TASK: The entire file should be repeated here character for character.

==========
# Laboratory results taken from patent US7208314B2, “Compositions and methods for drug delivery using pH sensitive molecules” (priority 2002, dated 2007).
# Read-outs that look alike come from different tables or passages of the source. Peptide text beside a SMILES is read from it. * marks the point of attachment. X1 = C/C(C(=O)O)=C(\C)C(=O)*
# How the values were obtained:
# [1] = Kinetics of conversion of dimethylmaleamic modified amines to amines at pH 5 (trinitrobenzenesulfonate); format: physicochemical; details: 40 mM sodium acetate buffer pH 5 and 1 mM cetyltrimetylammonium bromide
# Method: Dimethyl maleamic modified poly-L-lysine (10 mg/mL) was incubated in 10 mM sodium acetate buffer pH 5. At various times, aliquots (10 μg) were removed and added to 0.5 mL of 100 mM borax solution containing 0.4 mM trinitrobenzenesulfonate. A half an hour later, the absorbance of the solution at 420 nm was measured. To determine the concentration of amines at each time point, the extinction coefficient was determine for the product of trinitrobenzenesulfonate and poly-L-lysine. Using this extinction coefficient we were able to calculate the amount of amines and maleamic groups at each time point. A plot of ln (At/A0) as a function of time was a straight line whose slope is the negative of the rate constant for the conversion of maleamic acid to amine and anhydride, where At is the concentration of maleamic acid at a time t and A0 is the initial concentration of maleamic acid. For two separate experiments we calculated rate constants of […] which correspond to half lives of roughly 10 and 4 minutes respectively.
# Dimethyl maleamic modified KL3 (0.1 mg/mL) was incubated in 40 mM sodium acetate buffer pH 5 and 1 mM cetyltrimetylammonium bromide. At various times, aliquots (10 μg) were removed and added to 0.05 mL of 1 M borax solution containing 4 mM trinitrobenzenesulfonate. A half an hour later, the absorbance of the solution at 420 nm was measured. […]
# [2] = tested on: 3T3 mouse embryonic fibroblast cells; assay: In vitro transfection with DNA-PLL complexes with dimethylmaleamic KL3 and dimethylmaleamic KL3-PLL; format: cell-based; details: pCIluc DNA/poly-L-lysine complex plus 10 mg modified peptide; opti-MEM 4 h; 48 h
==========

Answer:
# Laboratory results taken from patent US7208314B2, “Compositions and methods for drug delivery using pH sensitive molecules” (priority 2002, dated 2007).
# Read-outs that look alike come from different tables or passages of the source. Peptide text beside a SMILES is read from it. * marks the point of attachment. X1 = C/C(C(=O)O)=C(\C)C(=O)*
# How the values were obtained:
# [1] = Kinetics of conversion of dimethylmaleamic modified amines to amines at pH 5 (trinitrobenzenesulfonate); format: physicochemical; details: 40 mM sodium acetate buffer pH 5 and 1 mM cetyltrimetylammonium bromide
# Method: Dimethyl maleamic modified poly-L-lysine (10 mg/mL) was incubated in 10 mM sodium acetate buffer pH 5. At various times, aliquots (10 μg) were removed and added to 0.5 mL of 100 mM borax solution containing 0.4 mM trinitrobenzenesulfonate. A half an hour later, the absorbance of the solution at 420 nm was measured. To determine the concentration of amines at each time point, the extinction coefficient was determine for the product of trinitrobenzenesulfonate and poly-L-lysine. Using this extinction coefficient we were able to calculate the amount of amines and maleamic groups at each time point. A plot of ln (At/A0) as a function of time was a straight line whose slope is the negative of the rate constant for the conversion of maleamic acid to amine and anhydride, where At is the concentration of maleamic acid at a time t and A0 is the initial concentration of maleamic acid. For two separate experiments we calculated rate constants of […] which correspond to half lives of roughly 10 and 4 minutes respectively.
# Dimethyl maleamic modified KL3 (0.1 mg/mL) was incubated in 40 mM sodium acetate buffer pH 5 and 1 mM cetyltrimetylammonium bromide. At various times, aliquots (10 μg) were removed and added to 0.05 mL of 1 M borax solution containing 4 mM trinitrobenzenesulfonate. A half an hour later, the absorbance of the solution at 420 nm was measured. […]
# [2] = tested on: 3T3 mouse embryonic fibroblast cells; assay: In vitro transfection with DNA-PLL complexes with dimethylmaleamic KL3 and dimethylmaleamic KL3-PLL; format: cell-based; details: pCIluc DNA/poly-L-lysine complex plus 10 mg modified peptide; opti-MEM 4 h; 48 h